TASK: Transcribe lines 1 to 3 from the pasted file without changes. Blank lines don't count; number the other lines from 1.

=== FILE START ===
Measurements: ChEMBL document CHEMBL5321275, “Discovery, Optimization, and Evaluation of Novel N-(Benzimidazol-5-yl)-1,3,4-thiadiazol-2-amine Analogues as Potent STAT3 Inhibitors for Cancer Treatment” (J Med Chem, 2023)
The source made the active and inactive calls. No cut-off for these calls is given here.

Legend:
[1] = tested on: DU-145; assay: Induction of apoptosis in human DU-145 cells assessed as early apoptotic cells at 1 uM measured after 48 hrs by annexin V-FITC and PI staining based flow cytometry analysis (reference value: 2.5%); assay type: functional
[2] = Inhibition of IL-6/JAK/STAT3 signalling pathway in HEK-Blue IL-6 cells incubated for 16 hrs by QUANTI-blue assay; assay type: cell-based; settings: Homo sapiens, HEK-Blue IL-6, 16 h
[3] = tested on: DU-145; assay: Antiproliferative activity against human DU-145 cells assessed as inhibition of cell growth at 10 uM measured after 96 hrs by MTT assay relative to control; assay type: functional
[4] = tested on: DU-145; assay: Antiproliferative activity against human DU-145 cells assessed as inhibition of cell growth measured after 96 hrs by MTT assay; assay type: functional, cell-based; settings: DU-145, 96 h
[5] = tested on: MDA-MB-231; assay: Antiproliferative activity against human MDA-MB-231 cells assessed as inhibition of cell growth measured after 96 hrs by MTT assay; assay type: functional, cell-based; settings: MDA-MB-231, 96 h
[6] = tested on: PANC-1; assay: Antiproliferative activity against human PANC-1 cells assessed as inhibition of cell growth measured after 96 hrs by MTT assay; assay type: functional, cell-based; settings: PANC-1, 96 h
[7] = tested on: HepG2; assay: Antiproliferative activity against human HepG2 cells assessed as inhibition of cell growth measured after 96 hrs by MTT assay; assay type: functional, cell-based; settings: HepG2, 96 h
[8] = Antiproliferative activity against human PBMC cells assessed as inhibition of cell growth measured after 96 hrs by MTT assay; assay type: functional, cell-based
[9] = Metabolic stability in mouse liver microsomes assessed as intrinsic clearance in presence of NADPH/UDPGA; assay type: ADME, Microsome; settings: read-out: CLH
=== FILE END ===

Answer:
Measurements: ChEMBL document CHEMBL5321275, “Discovery, Optimization, and Evaluation of Novel N-(Benzimidazol-5-yl)-1,3,4-thiadiazol-2-amine Analogues as Potent STAT3 Inhibitors for Cancer Treatment” (J Med Chem, 2023)
The source made the active and inactive calls. No cut-off for these calls is given here.

Legend: